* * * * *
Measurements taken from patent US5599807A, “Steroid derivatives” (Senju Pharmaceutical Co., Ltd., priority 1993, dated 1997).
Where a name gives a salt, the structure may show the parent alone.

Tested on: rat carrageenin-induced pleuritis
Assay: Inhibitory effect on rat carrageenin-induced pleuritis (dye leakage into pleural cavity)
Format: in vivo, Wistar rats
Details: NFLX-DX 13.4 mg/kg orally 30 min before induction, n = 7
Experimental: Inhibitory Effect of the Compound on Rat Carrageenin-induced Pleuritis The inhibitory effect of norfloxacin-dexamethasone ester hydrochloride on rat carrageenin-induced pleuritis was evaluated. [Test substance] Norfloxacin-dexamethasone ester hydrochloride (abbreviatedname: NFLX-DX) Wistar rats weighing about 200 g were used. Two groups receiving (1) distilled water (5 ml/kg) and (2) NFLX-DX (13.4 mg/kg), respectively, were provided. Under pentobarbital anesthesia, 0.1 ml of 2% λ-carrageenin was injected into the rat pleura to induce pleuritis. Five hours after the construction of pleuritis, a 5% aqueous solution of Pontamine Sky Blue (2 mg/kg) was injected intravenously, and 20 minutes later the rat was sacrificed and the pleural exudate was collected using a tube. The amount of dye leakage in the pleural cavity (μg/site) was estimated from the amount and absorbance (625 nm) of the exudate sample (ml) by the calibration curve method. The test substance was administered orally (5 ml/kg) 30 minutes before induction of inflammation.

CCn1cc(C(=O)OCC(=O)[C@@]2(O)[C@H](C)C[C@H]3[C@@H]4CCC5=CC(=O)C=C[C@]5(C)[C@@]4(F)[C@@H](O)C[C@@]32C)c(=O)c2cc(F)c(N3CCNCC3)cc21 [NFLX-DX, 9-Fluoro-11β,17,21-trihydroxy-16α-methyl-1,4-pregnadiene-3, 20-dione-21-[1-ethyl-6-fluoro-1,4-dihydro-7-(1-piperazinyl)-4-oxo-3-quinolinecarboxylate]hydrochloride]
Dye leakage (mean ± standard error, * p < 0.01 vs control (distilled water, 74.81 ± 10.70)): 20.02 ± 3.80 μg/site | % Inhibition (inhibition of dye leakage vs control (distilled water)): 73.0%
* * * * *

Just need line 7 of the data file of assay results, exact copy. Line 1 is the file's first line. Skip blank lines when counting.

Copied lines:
Experimental: Inhibitory Effect of the Compound on Rat Carrageenin-induced Pleuritis The inhibitory effect of norfloxacin-dexamethasone ester hydrochloride on rat carrageenin-induced pleuritis was evaluated. [Test substance] Norfloxacin-dexamethasone ester hydrochloride (abbreviatedname: NFLX-DX) Wistar rats weighing about 200 g were used. Two groups receiving (1) distilled water (5 ml/kg) and (2) NFLX-DX (13.4 mg/kg), respectively, were provided. Under pentobarbital anesthesia, 0.1 ml of 2% λ-carrageenin was injected into the rat pleura to induce pleuritis. Five hours after the construction of pleuritis, a 5% aqueous solution of Pontamine Sky Blue (2 mg/kg) was injected intravenously, and 20 minutes later the rat was sacrificed and the pleural exudate was collected using a tube. The amount of dye leakage in the pleural cavity (μg/site) was estimated from the amount and absorbance (625 nm) of the exudate sample (ml) by the calibration curve method. The test substance was administered orally (5 ml/kg) 30 minutes before induction of inflammation.